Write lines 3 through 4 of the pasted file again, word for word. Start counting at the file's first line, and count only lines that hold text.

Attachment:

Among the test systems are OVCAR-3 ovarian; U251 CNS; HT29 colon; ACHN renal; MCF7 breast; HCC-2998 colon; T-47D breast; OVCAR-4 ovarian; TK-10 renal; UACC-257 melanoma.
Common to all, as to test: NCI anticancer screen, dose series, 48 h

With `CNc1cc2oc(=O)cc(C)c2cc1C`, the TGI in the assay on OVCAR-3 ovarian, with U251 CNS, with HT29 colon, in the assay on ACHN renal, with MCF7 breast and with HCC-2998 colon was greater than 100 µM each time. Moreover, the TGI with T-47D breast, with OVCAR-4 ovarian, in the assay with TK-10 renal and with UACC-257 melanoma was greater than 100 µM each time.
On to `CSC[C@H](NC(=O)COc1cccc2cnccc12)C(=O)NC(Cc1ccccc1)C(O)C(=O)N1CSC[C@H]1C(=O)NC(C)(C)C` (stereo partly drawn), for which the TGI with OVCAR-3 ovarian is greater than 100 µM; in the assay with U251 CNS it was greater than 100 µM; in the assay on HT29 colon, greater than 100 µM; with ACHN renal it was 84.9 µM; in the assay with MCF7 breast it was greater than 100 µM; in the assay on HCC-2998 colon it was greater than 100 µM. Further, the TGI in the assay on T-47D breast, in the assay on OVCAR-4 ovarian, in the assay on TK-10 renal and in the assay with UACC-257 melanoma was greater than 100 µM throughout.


With `CNc1cc2oc(=O)cc(C)c2cc1C`, the TGI in the assay on OVCAR-3 ovarian, with U251 CNS, with HT29 colon, in the assay on ACHN renal, with MCF7 breast and with HCC-2998 colon was greater than 100 µM each time. Moreover, the TGI with T-47D breast, with OVCAR-4 ovarian, in the assay with TK-10 renal and with UACC-257 melanoma was greater than 100 µM each time.
On to `CSC[C@H](NC(=O)COc1cccc2cnccc12)C(=O)NC(Cc1ccccc1)C(O)C(=O)N1CSC[C@H]1C(=O)NC(C)(C)C` (stereo partly drawn), for which the TGI with OVCAR-3 ovarian is greater than 100 µM; in the assay with U251 CNS it was greater than 100 µM; in the assay on HT29 colon, greater than 100 µM; with ACHN renal it was 84.9 µM; in the assay with MCF7 breast it was greater than 100 µM; in the assay on HCC-2998 colon it was greater than 100 µM. Further, the TGI in the assay on T-47D breast, in the assay on OVCAR-4 ovarian, in the assay on TK-10 renal and in the assay with UACC-257 melanoma was greater than 100 µM throughout.